The Horla is a creature not well known outside of the fans of Vincent Price and die hard fans of weird fiction who have read the original short story, which created the entity. The Horla is an extra planar entity which first appeared in a short story named after the creature itself. The story "The Horla" was written by Guy de Maupassant in 1887. The story served as an inspiration to H.P. Lovecraft who, in 1927, interpreted it thus:
"Relating the advent in France of an invisible being who lives on water and milk, sways the minds of others, and seems to be the vanguard of a horde of extra-terrestrial organisms arrived on earth to subjugate and overwhelm mankind, this tense narrative is perhaps without peer in its particular department."
The story later served as one of three inspirations (all three being Maupassant stories) for the 1963 Vincent Price film "Diary of a Madman." The entity is changed a bit in the film, and I will used what I believe to be the best aspects of the Horla from both the short story and the film.
HD 2; AC -1; Atk Slam 1d4 or by weapon; Move 12; Save 16; AL C; CL/XP 9/1,100; Special: invisibility, possession, obsession, limited telekinesis
The horla are a race of extra planar (or extra terrestrial) entities bent upon the domination of chaos and evil over the peoples of the world. They achieve this goal through the haunting of individual hosts while manifest upon the material plane, causing their hosts to commit unspeakable acts. When these entities manifest upon the material plane they live upon water and milk, though it is unclear as to why these are the substances which support them. There seems to be some sort of law in effect which allows the horla to only acquire a host in one of two ways. The first is for the host to hail or summon the horla in some way. This can even be an accident (waving at a vessel the horla is on, saying "hello" into the darkness to see if someone is there etc.) The second way is to come into physical contact with someone being haunted by a horla, violently or otherwise. At this time the horla can switch hosts.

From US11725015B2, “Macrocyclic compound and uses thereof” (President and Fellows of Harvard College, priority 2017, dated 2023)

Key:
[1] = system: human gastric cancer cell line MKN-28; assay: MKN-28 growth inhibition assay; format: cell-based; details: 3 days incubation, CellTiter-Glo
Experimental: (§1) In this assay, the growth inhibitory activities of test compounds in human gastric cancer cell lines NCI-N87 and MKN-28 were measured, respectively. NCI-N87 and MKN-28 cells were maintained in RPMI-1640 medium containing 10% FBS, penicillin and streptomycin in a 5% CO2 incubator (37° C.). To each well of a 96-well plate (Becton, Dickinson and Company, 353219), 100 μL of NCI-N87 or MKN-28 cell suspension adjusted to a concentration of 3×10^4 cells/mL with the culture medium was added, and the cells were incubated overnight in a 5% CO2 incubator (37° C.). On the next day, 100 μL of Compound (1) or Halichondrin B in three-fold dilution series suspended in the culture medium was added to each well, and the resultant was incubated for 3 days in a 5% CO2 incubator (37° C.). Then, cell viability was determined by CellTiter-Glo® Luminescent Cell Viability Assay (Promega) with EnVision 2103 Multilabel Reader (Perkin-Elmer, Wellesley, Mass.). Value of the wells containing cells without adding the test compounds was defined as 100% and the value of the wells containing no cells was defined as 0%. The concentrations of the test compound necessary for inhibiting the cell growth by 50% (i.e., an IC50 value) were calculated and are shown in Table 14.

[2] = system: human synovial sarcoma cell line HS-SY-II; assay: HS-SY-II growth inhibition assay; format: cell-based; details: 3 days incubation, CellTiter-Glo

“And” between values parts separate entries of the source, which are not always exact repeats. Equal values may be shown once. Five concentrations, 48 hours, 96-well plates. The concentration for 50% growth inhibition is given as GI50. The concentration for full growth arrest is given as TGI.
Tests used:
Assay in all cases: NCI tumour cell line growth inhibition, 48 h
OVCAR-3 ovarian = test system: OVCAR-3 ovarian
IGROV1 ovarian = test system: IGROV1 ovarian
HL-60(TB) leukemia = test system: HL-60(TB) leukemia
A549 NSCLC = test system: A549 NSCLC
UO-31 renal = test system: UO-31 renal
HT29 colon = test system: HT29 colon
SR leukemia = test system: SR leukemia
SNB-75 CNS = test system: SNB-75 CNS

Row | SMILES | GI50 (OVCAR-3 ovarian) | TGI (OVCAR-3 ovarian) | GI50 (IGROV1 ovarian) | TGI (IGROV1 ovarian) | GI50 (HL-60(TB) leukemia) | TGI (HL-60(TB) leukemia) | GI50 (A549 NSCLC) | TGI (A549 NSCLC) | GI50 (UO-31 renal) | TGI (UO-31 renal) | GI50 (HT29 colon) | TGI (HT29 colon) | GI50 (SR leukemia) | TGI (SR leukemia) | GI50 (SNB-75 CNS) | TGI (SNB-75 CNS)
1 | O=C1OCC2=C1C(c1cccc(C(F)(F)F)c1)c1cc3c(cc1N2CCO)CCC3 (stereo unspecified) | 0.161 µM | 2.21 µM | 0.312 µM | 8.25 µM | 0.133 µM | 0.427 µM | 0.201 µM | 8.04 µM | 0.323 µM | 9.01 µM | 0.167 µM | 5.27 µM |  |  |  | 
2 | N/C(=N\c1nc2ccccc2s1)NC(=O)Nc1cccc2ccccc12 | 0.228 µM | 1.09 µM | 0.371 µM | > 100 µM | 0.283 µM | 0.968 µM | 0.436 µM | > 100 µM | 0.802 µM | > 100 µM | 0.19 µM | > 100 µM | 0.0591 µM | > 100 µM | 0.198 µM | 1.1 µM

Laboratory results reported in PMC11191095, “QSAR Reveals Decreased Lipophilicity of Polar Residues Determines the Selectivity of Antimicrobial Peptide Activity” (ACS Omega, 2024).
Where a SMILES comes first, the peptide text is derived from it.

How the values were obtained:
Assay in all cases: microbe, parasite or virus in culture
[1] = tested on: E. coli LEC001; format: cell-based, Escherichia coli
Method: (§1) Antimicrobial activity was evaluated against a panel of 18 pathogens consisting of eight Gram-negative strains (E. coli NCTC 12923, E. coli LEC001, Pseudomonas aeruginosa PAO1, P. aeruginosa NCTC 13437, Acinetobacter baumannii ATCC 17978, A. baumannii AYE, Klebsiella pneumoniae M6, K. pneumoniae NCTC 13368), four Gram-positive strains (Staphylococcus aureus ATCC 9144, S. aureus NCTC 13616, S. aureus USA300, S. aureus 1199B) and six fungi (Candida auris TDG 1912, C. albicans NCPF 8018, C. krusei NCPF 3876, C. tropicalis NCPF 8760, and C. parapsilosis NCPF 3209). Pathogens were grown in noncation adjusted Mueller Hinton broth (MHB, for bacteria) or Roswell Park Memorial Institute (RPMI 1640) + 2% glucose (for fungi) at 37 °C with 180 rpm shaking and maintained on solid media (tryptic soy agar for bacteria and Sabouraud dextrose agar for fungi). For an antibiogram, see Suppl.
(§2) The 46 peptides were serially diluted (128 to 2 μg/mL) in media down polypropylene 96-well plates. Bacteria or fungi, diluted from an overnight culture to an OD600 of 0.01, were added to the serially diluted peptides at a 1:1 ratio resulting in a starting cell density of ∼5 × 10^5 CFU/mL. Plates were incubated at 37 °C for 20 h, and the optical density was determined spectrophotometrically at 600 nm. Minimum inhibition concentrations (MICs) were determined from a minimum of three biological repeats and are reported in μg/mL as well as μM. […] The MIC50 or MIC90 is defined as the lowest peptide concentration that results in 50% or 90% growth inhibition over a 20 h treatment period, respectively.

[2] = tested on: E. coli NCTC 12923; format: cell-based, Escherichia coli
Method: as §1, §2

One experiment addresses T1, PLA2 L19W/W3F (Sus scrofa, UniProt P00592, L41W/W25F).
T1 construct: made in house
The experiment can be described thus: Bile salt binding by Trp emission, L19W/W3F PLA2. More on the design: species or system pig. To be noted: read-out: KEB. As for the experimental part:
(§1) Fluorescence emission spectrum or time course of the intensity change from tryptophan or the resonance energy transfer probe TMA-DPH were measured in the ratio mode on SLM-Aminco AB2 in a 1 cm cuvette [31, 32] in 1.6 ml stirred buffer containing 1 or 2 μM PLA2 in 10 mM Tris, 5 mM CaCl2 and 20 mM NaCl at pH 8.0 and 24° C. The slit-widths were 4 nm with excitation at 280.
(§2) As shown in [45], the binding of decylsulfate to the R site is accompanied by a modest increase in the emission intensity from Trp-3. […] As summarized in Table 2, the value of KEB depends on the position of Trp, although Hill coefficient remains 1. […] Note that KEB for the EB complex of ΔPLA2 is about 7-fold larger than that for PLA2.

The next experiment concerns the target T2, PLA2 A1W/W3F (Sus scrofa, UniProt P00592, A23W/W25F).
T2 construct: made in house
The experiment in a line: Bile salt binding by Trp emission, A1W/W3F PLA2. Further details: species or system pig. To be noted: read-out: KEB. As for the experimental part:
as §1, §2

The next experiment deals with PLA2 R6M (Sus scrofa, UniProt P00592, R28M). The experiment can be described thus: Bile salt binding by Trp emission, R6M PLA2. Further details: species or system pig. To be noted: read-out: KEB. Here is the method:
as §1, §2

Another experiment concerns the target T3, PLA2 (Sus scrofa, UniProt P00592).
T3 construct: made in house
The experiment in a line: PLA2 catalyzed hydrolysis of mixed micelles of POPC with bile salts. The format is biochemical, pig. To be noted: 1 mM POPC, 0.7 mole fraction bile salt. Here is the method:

A horla, in it's physical form, is always invisible. Spells which cause invisible creatures to be seen are of no effect. The creature can only be seen if something covers it. All horla have minor telekinetic abilities. They can move relatively heavy objects with their minds, but not with much force. A large urn could be pushed from a pedestal, doors could be slammed, but a weapon cannot be properly wielded. The horla can, however attempt to use it's host to achieve its evil ends. The horla will begin it's haunting by attempting to play on it's host's desires through conversation and an attempt to drive the host mad to obsession. If this is unsuccessful, the horla will outright possess the body of the host. Rules on both obsession and possession can be found in this post. The horla will always attempt to corrupt and cause obsession in a host first, preferring to cause the host to turn to chaos and evil itself.
In regions where the horla are known, it is rumored that cults of chaos and horla worship can be found. The members of these cults actually seeking to be hosts to the horla, that their evil ends might come to fruition.